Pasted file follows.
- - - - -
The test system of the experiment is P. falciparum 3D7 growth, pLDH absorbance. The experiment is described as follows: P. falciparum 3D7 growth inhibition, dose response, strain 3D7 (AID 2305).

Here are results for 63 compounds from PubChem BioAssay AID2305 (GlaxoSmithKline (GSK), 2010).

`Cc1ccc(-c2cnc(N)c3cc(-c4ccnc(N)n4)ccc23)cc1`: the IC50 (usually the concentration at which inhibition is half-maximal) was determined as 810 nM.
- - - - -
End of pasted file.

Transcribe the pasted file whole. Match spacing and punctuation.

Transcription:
The test system of the experiment is P. falciparum 3D7 growth, pLDH absorbance. The experiment is described as follows: P. falciparum 3D7 growth inhibition, dose response, strain 3D7 (AID 2305).

Here are results for 63 compounds from PubChem BioAssay AID2305 (GlaxoSmithKline (GSK), 2010).

`Cc1ccc(-c2cnc(N)c3cc(-c4ccnc(N)n4)ccc23)cc1`: the IC50 (usually the concentration at which inhibition is half-maximal) was determined as 810 nM.